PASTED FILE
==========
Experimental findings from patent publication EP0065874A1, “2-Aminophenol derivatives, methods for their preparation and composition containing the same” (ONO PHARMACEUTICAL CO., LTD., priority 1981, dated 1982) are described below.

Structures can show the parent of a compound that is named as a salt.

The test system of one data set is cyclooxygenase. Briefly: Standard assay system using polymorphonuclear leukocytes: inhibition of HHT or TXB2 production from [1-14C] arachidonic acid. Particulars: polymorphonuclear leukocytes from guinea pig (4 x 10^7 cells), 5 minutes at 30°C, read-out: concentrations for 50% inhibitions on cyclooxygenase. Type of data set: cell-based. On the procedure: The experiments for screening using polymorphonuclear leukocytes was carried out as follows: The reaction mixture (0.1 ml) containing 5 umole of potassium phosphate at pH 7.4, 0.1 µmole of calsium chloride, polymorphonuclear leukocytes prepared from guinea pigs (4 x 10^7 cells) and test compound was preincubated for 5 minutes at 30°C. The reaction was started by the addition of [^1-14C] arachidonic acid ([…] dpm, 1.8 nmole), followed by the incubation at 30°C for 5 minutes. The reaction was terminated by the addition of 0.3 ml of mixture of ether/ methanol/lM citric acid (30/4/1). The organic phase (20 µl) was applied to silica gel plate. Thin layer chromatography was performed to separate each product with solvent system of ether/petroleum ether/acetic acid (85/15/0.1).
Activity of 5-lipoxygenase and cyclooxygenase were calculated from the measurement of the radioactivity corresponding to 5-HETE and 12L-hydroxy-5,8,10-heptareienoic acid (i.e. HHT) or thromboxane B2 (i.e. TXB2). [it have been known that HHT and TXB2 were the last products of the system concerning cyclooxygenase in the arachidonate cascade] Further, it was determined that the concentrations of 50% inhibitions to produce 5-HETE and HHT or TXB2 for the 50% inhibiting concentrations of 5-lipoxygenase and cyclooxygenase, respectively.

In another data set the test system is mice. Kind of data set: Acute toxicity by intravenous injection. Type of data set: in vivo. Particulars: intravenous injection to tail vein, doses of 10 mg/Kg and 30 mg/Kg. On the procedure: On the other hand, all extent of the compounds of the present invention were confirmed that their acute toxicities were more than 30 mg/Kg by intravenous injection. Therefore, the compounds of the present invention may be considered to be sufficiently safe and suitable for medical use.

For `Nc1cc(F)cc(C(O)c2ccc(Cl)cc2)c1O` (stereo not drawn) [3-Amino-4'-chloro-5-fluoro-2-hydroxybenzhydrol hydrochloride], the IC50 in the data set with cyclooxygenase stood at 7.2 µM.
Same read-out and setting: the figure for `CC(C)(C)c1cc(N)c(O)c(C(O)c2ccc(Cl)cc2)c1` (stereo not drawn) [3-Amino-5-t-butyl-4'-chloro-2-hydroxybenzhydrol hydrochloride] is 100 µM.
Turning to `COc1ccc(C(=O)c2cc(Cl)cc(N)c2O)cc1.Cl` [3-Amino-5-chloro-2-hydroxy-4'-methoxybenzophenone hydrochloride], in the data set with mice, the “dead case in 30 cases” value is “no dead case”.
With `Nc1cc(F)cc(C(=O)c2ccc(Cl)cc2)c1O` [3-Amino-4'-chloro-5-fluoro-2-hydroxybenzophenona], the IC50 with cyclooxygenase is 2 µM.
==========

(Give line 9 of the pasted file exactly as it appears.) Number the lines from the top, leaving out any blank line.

With `Nc1cc(F)cc(C(=O)c2ccc(Cl)cc2)c1O` [3-Amino-4'-chloro-5-fluoro-2-hydroxybenzophenona], the IC50 with cyclooxygenase is 2 µM.